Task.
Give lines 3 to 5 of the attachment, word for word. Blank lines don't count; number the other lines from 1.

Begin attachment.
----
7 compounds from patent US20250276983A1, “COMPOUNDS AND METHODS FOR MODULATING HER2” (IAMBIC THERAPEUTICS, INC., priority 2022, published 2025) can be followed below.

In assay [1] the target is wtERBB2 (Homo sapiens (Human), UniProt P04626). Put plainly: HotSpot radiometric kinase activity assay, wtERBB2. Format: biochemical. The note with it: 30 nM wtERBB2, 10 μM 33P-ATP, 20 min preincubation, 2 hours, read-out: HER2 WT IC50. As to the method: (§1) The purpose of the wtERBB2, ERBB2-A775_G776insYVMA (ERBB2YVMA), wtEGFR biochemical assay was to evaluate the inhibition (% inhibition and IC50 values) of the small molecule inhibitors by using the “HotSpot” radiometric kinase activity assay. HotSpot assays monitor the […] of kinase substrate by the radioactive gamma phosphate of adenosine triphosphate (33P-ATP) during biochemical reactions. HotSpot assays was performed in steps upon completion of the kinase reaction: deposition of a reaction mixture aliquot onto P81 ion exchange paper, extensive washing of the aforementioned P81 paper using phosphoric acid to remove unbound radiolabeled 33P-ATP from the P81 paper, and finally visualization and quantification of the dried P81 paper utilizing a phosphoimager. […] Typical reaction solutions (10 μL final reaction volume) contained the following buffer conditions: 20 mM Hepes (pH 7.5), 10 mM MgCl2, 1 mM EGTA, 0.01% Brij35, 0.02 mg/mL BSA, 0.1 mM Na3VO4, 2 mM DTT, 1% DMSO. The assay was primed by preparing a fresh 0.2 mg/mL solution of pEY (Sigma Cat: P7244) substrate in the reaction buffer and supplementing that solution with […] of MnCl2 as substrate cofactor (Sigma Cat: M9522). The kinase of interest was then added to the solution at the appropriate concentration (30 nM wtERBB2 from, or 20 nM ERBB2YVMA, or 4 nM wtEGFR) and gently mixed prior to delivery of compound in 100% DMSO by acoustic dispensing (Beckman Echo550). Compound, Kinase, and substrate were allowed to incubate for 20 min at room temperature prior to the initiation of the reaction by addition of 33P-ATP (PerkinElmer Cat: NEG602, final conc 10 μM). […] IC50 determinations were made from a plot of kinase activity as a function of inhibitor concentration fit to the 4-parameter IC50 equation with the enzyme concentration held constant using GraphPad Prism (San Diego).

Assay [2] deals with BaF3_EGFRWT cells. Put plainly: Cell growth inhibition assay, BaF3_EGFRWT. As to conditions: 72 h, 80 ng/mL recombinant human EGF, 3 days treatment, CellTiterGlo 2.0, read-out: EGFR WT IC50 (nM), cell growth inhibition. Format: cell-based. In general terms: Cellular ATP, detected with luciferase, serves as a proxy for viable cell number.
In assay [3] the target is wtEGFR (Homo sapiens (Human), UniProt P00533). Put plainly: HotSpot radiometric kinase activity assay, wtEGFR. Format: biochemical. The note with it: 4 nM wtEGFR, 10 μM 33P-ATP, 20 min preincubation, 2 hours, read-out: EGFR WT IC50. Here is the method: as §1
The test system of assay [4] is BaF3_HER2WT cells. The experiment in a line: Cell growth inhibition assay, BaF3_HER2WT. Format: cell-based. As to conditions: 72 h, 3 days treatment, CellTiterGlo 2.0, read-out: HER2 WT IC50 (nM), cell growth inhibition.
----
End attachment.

Assay [2] deals with BaF3_EGFRWT cells. Put plainly: Cell growth inhibition assay, BaF3_EGFRWT. As to conditions: 72 h, 80 ng/mL recombinant human EGF, 3 days treatment, CellTiterGlo 2.0, read-out: EGFR WT IC50 (nM), cell growth inhibition. Format: cell-based. In general terms: Cellular ATP, detected with luciferase, serves as a proxy for viable cell number.
In assay [3] the target is wtEGFR (Homo sapiens (Human), UniProt P00533). Put plainly: HotSpot radiometric kinase activity assay, wtEGFR. Format: biochemical. The note with it: 4 nM wtEGFR, 10 μM 33P-ATP, 20 min preincubation, 2 hours, read-out: EGFR WT IC50. Here is the method: as §1
The test system of assay [4] is BaF3_HER2WT cells. The experiment in a line: Cell growth inhibition assay, BaF3_HER2WT. Format: cell-based. As to conditions: 72 h, 3 days treatment, CellTiterGlo 2.0, read-out: HER2 WT IC50 (nM), cell growth inhibition.